Wichman A.,University of Helsinki |
Norring M.,University of Helsinki |
Voutila L.,MTT Animal Production Research |
Valros A.,University of Helsinki |
And 2 more authors.
British Poultry Science | Year: 2012
1. Poultry are usually transported in crates which provide the birds with very limited space. Slaughter transport of male turkeys is often carried out using crates that are 40 cm or less in height where it is not possible for them to stand up. There is little information on how this physical restriction over many hours affects the birds.2. The aim of the study was to compare the welfare of male turkeys transported in crates 40 cm and 55 cm in height. Observations on the birds' behaviour during lairage, carcass damage and meat quality were carried out after four commercial slaughter transport journeys.3. Birds in 40 cm crates panted more and lay down more than birds in 55 cm crates during lairage. A large percentage of the carcasses had some damage. Significantly more birds from the 55 cm crates had scratches on their backs than birds from the 40 cm crates. There was no significant difference in meat quality between birds transported in the two crate heights.4. Both positive and negative effects of increased crate height were established and there is no evidence from this study that merely increasing crate height improves turkey welfare. Other solutions should therefore be sought in order to improve the welfare of birds during transport. © 2012 Copyright Taylor and Francis Group, LLC.
Virkajarvi P.,MTT Animal Production Research |
Saarijarvi K.,MTT Animal Production Research |
Rinne M.,MTT Animal Production Research |
Saastamoinen M.,MTT Animal Production Research
EAAP Scientific Series | Year: 2012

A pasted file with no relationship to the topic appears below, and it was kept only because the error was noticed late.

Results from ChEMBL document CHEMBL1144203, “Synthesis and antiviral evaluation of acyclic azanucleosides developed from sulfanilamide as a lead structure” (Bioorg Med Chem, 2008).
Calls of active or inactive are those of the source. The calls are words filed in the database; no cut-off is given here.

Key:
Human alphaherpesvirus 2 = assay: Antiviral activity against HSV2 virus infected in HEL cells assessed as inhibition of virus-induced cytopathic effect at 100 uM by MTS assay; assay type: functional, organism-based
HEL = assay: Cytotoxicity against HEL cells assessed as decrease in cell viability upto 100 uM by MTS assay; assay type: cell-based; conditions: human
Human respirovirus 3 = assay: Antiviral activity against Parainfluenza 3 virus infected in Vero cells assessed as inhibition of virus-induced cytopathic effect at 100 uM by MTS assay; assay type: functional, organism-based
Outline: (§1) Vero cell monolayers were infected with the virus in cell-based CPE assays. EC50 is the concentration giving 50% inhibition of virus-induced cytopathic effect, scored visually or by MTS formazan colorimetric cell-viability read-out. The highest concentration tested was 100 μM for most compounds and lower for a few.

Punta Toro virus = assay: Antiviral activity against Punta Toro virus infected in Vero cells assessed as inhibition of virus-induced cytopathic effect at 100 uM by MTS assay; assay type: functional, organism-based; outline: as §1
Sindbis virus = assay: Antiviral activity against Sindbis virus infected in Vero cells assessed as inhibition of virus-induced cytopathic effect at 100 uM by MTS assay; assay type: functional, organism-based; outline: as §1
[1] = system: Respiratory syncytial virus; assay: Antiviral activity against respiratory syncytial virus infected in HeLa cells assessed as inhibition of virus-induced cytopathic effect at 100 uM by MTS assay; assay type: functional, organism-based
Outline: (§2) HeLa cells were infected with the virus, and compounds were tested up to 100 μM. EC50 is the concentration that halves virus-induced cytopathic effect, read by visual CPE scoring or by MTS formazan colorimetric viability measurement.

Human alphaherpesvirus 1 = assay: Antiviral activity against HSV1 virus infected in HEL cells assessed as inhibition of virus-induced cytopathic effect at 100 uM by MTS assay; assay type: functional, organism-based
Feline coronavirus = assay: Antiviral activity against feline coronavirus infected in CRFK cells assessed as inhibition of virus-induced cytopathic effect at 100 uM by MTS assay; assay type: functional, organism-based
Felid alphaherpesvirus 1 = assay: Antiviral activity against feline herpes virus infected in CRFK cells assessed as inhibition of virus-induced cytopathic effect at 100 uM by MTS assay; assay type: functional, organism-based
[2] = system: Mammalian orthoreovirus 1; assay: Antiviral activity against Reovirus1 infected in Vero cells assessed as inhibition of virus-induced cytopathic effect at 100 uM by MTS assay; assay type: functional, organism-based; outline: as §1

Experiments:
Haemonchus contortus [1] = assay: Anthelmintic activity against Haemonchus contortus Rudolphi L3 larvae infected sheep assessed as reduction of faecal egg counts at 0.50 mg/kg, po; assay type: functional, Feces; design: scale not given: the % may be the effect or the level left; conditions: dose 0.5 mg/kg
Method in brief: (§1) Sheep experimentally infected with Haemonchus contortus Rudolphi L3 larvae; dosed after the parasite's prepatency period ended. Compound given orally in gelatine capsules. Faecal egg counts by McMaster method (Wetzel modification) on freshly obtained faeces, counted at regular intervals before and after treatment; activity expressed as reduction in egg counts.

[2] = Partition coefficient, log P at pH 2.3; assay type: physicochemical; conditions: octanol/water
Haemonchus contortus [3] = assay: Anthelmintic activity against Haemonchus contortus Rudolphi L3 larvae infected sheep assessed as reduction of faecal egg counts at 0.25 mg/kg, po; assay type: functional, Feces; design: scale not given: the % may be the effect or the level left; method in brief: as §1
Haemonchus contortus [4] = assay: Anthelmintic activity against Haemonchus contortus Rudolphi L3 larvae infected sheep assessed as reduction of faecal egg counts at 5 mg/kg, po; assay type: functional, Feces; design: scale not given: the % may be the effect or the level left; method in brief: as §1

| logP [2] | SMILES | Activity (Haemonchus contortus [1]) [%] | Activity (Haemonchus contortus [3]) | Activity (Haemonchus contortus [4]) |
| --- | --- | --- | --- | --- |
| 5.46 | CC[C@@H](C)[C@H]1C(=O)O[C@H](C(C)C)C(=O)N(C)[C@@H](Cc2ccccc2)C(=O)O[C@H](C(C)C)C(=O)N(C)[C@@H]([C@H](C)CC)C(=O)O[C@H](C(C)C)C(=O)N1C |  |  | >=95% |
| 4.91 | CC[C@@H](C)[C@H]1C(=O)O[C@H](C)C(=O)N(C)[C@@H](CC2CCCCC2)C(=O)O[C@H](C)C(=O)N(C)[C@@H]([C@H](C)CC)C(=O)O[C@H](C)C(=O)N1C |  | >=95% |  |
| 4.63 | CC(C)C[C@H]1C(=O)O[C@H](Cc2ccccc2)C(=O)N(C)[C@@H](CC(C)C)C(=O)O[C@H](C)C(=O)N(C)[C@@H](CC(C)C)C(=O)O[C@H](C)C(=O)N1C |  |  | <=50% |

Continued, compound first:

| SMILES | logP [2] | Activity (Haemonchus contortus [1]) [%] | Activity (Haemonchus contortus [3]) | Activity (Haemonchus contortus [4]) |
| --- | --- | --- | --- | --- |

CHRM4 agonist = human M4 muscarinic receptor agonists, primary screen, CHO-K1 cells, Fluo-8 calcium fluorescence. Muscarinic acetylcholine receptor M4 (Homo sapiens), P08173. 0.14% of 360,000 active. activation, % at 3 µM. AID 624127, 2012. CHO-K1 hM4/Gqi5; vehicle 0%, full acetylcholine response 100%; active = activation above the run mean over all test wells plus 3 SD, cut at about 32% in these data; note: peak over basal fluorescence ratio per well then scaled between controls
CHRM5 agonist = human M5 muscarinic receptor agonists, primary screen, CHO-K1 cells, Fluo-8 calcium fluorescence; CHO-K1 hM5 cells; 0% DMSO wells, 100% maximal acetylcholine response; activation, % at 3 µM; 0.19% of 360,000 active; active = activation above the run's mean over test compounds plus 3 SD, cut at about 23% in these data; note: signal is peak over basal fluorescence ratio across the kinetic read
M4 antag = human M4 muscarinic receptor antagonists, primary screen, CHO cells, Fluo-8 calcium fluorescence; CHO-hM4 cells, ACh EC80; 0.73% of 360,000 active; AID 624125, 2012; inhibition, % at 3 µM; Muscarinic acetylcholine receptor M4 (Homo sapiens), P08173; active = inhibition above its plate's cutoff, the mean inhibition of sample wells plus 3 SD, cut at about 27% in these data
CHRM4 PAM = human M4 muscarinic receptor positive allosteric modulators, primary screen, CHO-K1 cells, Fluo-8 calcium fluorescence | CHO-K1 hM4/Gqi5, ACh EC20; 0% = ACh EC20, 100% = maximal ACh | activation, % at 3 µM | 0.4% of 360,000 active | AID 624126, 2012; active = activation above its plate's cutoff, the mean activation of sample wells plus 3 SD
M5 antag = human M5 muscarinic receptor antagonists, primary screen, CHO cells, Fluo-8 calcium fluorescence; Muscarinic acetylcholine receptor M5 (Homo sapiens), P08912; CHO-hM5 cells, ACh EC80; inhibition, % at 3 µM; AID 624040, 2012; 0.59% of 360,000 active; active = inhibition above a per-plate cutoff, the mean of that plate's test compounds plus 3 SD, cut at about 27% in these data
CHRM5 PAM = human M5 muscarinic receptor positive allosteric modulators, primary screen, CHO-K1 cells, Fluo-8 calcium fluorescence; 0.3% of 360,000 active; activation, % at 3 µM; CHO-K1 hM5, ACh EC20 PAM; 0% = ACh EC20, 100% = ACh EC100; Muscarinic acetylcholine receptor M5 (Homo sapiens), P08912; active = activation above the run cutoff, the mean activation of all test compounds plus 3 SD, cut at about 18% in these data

Forage is the primary feed of the horse; it normally comprises more than 50% of the horse's diet on DM basis and it may supply 100% of the ration of many horse categories. Grasses are well adapted to frequent defoliation and to the presence of large herbivores, and consequently they cover, globally, large areas of natural and seminatural vegetation, and are also widely used in intensive forage production. As the Graminae is one of the largest plant families - over 600 genera - there is a large variation in the physiological mechanisms by which grasses react to environmental variables and management factors. In addition, humans utilize grass yield in several ways, i.e. as grazed grass, silage, haylage or hay. Consequently, crop physiology behind the grass yield is vast. In this paper we first describe on outline of plant physiology of grasses and main differences between C3 and C4 grasses as well as difference between forage legumes and grasses. Secondly, we focus on plant physiology of grasses that is of most relevance in the context of equine nutrition. We present an outline of key processes affecting the digestibility of grasses, since digestibility is the most important single feature of forage affecting the nutritive value. In addition, we cover fructan metabolism in grasses and its consequences in producing pasture, silage, haylage and hay. We also present a summary of effects of nitrogen on the production and nutritive value of grasses. We conclude that knowledge of plant physiology provides tools to understand the changes in forage quality and quantity. Based on this knowledge we have tools to choose the most proper management options in order to produce high quality forage for different types of horses.